Scotland may be relatively small but there are few countries that can come anywhere close to boasting such a rich and varied mountain landscape.
Every area is dramatically different, each staking a legitimate claim to a unique beauty. One day you can be wandering across the high, rolling plateaux of the Cairngorms drinking in forever views, the next weaving a narrow passage through ragged rock towers on the ancient giants of Torridon.
Then there's the long and winding multi-peak ridges of the big glens in the west; the razor-sharp summits of Skye's Black Cuillin; the empty lands of the far north where each lonely mountain seems to have exploded vertically from nowhere; the rough, tough terrain of the Southern Uplands.
The highest Scottish mountains – those summits reaching 914.4 metres or more – are known as Munros. Named after Sir Hugh Munro, who first compiled a list of hill heights in 1891, the quest to climb all 282 has become the holy grail for many hillwalkers. The journey to completion will take them the length and breadth of the country, from Ben Lomond in the south to Ben Hope in the far north and everywhere in between.
Ben Nevis sits at the top of the pile, high and mighty above Fort William, the constant draw for thousands of walkers every year. Glen Nevis is an ideal base that also allows access to many more fine mountains, including the Mamores, a chain of peaks linked by high ridges along the southern side of the glen.
The defining image of the Scottish hills, though, is more likely that of Buachaille Etive Mor, the majestic rocky pyramid that rises out of Rannoch Moor at the gateway to Glen Coe, where soaring, precipitous slopes, replete with dripping crags and surging waterfalls, crowd in on both sides of the road. You don't have to venture far to feel you are in the heart of the mountains.
The long glens of Affric, Mullardoch and Strathfarrar to the west of the fault line of the Great Glen are a mountain walker's dream, undulating ridges stretching over multiple peaks, the east to west approach leading you toward beautiful sunsets.
Glen Shiel is another of these wonderful passes, twisting and squeezing through a profusion of sweeping mountain slopes, including the seven-Munro South Shiel Ridge and the celebrated Five Sisters of Kintail. A high pass, the Mam Ratagan, leads over into Glenelg where the dramatic scree sheets of Beinn Sgritheall await along with a glimpse of the tantalising delights of the remote hills of the Knoydart peninsula beyond.
Heading further north-west, the landscape becomes dominated by giants that are less inter-connected, each more akin to mini-mountain ranges, such as the Torridon trio of Liathach, Beinn Eighe and Beinn Alligin, or the Tolkienesque An Teallach with its tilting spires and bold rock towers.
Beyond lie Coigach and Assynt, the shapes becoming even more outrageous with every mile. Munros are few and far between here, but despite the more modest heights, the rugged character of the hills such as Suilven, Canisp and little Stac Pollaidh more than make amends.
The theme of alluring emptiness continues into the far north, passing the great scree slopes of Foinaven where you can hear the mountain slowly crumbling under your feet, and into the ancient landscape of Sutherland where lone peaks such as Ben Hope and beautiful Ben Loyal stand proud amidst an extensive carpet of rock and water.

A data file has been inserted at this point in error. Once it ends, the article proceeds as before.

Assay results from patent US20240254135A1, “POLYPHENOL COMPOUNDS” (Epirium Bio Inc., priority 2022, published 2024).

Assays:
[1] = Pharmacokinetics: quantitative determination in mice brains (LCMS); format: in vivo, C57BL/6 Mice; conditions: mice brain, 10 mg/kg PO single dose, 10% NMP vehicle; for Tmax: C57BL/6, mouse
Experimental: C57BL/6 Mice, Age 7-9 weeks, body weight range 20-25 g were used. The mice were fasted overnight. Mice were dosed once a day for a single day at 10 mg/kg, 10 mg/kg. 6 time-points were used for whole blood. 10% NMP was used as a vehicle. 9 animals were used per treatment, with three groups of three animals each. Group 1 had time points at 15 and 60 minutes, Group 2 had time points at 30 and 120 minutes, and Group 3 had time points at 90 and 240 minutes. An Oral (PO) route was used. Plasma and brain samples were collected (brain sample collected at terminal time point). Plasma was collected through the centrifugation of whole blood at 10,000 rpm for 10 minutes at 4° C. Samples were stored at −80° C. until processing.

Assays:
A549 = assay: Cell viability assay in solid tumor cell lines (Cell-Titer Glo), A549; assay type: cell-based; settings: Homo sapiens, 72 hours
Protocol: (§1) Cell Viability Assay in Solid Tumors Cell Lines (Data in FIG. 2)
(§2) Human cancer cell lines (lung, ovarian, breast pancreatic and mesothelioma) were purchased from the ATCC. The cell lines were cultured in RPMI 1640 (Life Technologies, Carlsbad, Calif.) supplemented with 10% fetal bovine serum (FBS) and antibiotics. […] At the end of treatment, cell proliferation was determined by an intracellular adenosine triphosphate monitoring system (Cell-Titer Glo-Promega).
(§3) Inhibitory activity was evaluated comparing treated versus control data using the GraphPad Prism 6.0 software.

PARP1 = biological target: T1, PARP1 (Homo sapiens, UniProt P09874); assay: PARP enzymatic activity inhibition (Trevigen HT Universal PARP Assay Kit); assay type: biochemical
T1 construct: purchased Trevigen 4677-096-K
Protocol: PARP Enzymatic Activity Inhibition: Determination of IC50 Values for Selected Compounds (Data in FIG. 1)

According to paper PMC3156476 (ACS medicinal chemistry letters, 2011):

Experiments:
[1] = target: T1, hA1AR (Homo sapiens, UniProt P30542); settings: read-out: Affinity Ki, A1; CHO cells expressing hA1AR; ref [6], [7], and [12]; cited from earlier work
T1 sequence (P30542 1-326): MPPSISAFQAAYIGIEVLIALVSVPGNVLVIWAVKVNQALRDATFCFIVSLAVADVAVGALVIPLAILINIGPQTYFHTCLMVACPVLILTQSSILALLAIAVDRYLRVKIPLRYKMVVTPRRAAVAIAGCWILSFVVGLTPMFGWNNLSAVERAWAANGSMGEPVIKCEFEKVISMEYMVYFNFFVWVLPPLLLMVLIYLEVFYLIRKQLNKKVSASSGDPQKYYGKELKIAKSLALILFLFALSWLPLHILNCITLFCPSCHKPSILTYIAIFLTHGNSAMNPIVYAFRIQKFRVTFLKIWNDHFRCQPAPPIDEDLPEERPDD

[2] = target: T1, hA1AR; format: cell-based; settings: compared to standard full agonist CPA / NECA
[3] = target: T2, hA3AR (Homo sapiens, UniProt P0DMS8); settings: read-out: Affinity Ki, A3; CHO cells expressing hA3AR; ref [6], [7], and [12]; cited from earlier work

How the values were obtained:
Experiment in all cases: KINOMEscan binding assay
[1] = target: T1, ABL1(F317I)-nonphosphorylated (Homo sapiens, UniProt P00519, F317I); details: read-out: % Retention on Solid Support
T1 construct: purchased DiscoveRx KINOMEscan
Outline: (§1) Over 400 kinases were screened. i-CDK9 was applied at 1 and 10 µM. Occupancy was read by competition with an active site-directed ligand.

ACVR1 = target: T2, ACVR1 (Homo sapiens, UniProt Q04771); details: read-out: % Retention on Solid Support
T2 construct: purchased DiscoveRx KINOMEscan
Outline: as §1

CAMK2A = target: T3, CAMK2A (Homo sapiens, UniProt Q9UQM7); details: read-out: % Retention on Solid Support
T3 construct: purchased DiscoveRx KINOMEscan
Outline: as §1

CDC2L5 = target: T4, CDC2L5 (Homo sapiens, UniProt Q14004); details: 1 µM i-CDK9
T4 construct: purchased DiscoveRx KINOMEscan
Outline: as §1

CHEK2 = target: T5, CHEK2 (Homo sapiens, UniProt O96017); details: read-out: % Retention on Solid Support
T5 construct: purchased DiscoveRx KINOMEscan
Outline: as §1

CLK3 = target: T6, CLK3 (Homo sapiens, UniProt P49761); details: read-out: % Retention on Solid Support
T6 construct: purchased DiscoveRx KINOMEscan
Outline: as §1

You don't have to stay on the mainland for your mountain thrills: there are plenty of superb peaks spread throughout the islands. Skye offers the toughest test of all, with 11 of its 12 Munros strung along the arc of the notoriously jagged Cuillin Ridge, where every part of the body will likely be put to use at some point. For those wanting something a little less challenging, the summits of the neighbouring Red Cuillin may be a better bet.
Nearby Rum also boasts a fine mountain circuit to rival Skye, while Mull has the only other offshore Munro, Ben More, and a host of smaller hills which provide rough walking and sensational views. Further south, Arran is a walkers' paradise with a cluster of fine peaks.
Meanwhile, a traverse of the Outer Hebrides will take you from the hills of Harris, where you can gaze down on beaches of white sand and turquoise water, to the Beinn Mhor group on South Uist with its uninterrupted view over lochan-studded terrain to the endless blue of the Atlantic.
The eastern side of the country is dominated by the sprawling landscape of the Cairngorms, a mountain massif consisting of high plateaux, deep glens, huge cliffs and scalloped corries, split by two high passes, the Lairig Ghru and Lairg an Laoigh. The sheer scale is breathtaking: the walking distances are long but the path network is excellent, the ever expanding vistas unforgettable.
Our connection trickles along Deeside to mighty Lochnagar and downward to the gentler glens of Angus where you can follow in the footsteps of the old cattle drovers on historic rights of way that wind their way through and over the high land. The more rounded hills may look less fearsome and dramatic than their western counterparts but they hold a savage beauty all of their own and should not be underestimated: it can be easy to get caught out here when the weather turns.
The drama continues in the south-west, where the rugged Arrochar Alps refuse to give an inch, every peak having to be scaled from sea level, and the tough little hills of the Trossachs, heather and boulder slopes tucked in amongst a delightful patchwork of lochs and forests.
And don't forget the hills of Galloway and the Borders, a landscape that perfectly encapsulates its turbulent and bloody history, deceptive terrain as rough and challenging as anywhere in the country.
North, south, east, west: there are jewels to be found at every point of the compass. Scotland's mountains have a wonderful diversity that covers the full 360 degrees.